In a letter sent Tuesday to Agriculture Secretary Sonny Perdue, NMPF said that the agency needs to quickly re-open the sign-up period to give farmers the opportunity to enroll in or change their calendar year 2018 MPP coverage, given that the program will now provide more affordable coverage for farmers during a time when milk prices are at a two-year low. The enrollment window for selecting 2018 MPP coverage closed in December, but the new disaster aid legislation that Congress approved last week directs the USDA to revise that deadline.
“Congress was clear in the legislation that farmers be given the opportunity to elect or adjust their coverage for all of the 2018 calendar year,” said NMPF President and CEO Jim Mulhern in the letter. “Thus, it is critically important that the department move quickly to re-open enrollment and provide MPP coverage retroactive to Jan. 1, 2018.”
The larger budget law also makes several crucial improvements to the MPP, including:
Raising the catastrophic coverage level from $4.00 to $5.00 for the first tier of covered production for all dairy farmers;
Adjusting the first tier of covered production to include every dairy farmer’s first 5 million pounds of annual milk production (about 217 cows) instead of 4 million pounds, a recognition of the growth in herd sizes across the country;
Reducing the premium rates, effective immediately, for every producer’s first 5 million pounds of production, to better enable dairy farmers to afford the higher levels of coverage that will provide more meaningful protection against low margins;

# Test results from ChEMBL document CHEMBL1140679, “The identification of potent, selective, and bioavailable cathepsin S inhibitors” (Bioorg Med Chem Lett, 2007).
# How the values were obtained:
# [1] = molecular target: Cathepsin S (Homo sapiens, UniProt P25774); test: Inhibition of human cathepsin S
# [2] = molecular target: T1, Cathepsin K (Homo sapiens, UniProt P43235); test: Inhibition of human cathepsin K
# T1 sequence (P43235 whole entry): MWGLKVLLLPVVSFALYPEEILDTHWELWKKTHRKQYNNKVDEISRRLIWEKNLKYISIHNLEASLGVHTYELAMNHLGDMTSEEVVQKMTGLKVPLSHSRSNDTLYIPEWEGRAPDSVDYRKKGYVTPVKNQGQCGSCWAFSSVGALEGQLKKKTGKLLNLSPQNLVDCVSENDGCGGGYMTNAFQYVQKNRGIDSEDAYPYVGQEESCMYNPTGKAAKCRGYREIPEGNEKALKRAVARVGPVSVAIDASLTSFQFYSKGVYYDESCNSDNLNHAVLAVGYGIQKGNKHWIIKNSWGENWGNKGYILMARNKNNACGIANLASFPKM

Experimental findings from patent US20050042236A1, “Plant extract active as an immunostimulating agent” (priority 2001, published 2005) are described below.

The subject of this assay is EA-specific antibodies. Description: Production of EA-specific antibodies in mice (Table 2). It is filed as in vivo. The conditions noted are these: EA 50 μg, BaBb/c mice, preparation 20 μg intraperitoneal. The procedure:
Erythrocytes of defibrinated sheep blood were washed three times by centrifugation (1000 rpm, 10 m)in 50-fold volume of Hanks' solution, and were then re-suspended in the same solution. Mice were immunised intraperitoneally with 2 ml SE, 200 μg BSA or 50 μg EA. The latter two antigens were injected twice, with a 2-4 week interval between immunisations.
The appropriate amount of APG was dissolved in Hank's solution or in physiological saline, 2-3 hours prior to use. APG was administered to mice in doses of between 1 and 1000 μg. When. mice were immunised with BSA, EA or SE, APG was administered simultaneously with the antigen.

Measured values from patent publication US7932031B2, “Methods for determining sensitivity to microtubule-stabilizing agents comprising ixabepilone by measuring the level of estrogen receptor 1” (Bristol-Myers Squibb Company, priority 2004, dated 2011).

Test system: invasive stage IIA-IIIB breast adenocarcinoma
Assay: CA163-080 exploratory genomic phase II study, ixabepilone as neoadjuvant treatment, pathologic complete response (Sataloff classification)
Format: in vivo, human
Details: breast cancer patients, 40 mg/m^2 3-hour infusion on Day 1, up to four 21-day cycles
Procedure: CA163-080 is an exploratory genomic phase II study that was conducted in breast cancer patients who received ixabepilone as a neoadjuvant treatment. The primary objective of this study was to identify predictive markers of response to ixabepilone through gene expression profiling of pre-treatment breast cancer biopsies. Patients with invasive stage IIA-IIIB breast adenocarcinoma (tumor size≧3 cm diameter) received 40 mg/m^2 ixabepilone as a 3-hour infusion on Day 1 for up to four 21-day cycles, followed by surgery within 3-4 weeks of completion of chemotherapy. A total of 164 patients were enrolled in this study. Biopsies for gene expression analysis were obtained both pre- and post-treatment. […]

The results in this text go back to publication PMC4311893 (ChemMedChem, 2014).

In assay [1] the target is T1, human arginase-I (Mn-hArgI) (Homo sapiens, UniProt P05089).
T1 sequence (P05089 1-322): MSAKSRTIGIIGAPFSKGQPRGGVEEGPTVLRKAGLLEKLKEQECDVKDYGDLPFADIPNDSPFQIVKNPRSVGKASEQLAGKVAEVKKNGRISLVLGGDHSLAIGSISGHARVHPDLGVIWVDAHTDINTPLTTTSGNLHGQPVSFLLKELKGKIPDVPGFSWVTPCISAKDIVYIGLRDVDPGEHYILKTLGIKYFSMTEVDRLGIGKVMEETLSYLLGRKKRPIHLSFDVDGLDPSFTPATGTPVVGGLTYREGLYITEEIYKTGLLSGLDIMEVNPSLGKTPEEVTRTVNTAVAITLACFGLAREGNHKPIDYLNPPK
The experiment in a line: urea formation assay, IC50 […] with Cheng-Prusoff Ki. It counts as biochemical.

Modifying the margin calculation to a monthly (from bi-monthly) basis, to make the program more accurate and responsive to producers in difficult months;
Waiving the annual $100 administrative fees for underserved farmers.
Mulhern also urged that USDA update its education materials for farmers, so that the department’s Farm Service Agency field offices can “ensure that dairy producers across the country receive accurate, timely information about the changes that have been made to MPP.”
NMPF also asked USDA to remind farmers using the MPP that they can receive catastrophic coverage on 90 percent of their milk production history, “with the option of then purchasing buy-up coverage on between 25 and 90 percent of production history. Since the catastrophic coverage level has been modified, we think farmers will be well-served by this reminder,” NMPF wrote.
The newly passed disaster package also removes the $20 million cap on insurance programs offered by USDA’s Risk Management Agency (RMA), which NMPF supported as a means to deliver additional risk management options to farms of all sizes. NMPF said it will work with USDA to help farmers understand existing tools and develop future programs that could be made available through USDA.
NMPF also reminded the agency that the current Farm Bill does not allow farmers to opt back and forth between the MPP and Livestock Gross Margin (LGM) programs. “Therefore, we ask that you give producers one-time flexibility to terminate their LGM contracts” if they wish to utilize the revised MPP in 2018, Mulhern wrote.